The IBM Shakespeare

In the old days only the Bible rated a concordance, for in it alone every word counted; as late as Johnson’s Dictionary the word is defined as meaning “a book which shows in how many texts of Scripture any word occurs.” There were numerous biblical concordances, but the one everybody knows about is Cruden’s. Alexander Cruden, a contemporary of Johnson’s, known as Alexander the Corrector from his trade of proofreader, published in 1737 the work from which he expected fame. There were signs that even before he started the book he was not quite right in the head, but disappointment at its failure to make his fortune drove him madder, so that in later life he became a rather well-liked, serious, and useful nut about town. A poor return for making so big a concordance by hand is surely enough to drive anybody out of his mind.

The example of Cruden, however, proved no deterrent, and soon Shakespeare, promoted into the sacred book class, was ripe for a concordance, which duly issued from the hands of Mrs. Cowden Clarke in 1845. This first attempt was replaced in 1894 by Bartlett’s New and Complete Concordance, which remains, though its time is running out, the standard work. The reason why its time is running out is that a concordance no longer needs to be hand-stitched; a computer will fabricate it, not only sorting out the words but even printing the pages. One important use is in descriptive linguistics, but there are several literary computer-concordances around already, of Stevens and Yeats, for example.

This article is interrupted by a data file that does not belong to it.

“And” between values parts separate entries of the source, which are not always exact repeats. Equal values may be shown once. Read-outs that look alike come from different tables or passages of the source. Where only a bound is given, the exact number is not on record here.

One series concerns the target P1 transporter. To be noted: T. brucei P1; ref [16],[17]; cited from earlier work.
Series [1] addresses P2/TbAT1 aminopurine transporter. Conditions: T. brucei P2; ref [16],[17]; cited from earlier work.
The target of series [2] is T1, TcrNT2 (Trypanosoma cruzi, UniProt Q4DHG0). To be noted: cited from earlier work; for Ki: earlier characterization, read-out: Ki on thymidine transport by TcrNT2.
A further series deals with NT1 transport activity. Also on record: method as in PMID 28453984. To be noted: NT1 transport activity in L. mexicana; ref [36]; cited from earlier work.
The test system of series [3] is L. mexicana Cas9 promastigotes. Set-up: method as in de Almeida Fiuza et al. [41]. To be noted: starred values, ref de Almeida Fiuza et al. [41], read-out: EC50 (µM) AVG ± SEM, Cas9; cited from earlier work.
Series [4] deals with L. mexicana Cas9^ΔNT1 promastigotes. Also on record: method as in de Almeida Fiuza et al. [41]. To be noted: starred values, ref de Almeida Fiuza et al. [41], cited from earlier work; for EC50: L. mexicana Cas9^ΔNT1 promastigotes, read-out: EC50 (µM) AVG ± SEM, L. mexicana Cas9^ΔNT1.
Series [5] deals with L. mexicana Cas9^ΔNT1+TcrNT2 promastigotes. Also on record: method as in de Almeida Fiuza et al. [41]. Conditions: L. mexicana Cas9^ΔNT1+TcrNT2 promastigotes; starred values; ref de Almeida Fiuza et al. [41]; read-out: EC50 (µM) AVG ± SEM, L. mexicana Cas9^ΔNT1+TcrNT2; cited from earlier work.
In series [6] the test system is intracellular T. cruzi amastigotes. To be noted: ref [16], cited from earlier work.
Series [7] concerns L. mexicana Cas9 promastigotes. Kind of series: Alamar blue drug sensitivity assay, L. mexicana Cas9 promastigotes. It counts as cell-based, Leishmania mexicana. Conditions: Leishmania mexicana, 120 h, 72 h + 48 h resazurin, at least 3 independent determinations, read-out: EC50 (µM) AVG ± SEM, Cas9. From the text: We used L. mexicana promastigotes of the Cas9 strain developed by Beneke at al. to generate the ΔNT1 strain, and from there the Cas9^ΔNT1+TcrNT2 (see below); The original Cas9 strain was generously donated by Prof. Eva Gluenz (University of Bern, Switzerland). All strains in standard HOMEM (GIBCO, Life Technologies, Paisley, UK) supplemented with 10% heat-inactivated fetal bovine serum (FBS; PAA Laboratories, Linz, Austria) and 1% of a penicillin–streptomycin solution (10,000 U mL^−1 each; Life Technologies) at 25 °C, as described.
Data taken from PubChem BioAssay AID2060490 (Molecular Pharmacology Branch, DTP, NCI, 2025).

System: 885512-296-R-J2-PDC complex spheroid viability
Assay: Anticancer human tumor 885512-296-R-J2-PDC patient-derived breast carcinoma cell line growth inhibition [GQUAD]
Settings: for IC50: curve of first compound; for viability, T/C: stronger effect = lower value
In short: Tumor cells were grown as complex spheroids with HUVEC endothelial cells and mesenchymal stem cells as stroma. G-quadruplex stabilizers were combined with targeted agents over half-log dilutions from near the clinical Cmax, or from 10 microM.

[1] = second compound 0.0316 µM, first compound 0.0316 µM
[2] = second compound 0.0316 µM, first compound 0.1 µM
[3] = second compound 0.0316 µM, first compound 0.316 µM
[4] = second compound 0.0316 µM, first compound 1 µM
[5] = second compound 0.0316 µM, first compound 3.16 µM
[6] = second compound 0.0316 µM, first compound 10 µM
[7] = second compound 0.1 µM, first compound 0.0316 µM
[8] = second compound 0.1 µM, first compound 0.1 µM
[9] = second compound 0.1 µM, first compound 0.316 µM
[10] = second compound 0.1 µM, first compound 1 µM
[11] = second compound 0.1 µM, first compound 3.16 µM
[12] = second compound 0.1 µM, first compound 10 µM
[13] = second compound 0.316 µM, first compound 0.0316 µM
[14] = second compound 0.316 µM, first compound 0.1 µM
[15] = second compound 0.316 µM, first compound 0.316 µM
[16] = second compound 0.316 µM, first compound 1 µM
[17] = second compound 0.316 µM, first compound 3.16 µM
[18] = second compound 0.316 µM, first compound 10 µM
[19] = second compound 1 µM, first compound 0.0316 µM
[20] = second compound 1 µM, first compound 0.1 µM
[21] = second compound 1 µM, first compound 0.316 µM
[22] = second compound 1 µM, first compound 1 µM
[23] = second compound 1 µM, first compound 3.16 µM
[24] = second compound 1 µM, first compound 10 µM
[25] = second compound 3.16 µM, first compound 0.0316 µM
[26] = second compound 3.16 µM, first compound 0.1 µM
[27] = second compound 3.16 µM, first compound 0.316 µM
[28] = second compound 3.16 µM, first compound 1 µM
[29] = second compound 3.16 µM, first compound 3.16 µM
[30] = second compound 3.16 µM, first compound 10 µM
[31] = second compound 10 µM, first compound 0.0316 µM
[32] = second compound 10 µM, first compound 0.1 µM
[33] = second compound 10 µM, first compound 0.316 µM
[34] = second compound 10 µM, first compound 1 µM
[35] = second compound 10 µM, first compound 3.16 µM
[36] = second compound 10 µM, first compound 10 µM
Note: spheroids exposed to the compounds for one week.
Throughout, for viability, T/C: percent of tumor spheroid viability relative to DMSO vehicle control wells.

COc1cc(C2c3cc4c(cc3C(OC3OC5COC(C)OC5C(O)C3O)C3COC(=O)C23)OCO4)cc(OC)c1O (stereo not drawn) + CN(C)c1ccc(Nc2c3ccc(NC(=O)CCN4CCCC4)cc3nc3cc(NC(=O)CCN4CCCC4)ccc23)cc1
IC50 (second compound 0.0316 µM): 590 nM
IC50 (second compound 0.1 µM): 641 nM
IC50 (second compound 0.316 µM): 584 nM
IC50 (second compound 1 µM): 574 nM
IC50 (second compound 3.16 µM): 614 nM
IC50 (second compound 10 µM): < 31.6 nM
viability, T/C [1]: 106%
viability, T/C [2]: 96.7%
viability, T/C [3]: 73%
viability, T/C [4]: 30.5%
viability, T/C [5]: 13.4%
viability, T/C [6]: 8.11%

Now Professor Spevack of the University of Münster takes on Shakespeare with an IBM 7094, which, if the whole thing weren’t so scientifically chilly, one would like to call a Cruden. The work, which will be completed next year, is intended less for pious exercises than to increase “the possibilities for research and interpretation.” It will contain a matter of 16,000 columns. This first volume deals with the comedies that appear in the First Folio of 1623 (that is, all the comedies except Pericles and The Two Noble Kinsmen, which will be tucked in with the tragedies in Volume III; so, of course will Cymbeline and Troilus and Cressida, comedies which were printed with the tragedies in 1623). The second volume will have the history plans and the non-dramatic works; the third will be as described. (No part of Sir Thomas More, it seems, will be included.) Each of these first three volumes contains a separate concordance to each play, and then another for every character in each play. Volumes IV-VI are to be a general concordance of the whole oeuvre.

Computers work faster even than Cruden, though he did his in a year; and they stay sane. But of course you must tell your IBM what you want; it will do that, within minor limitations, exactly, but it will do no more. The compiler must have definite notions about how the concordance is …

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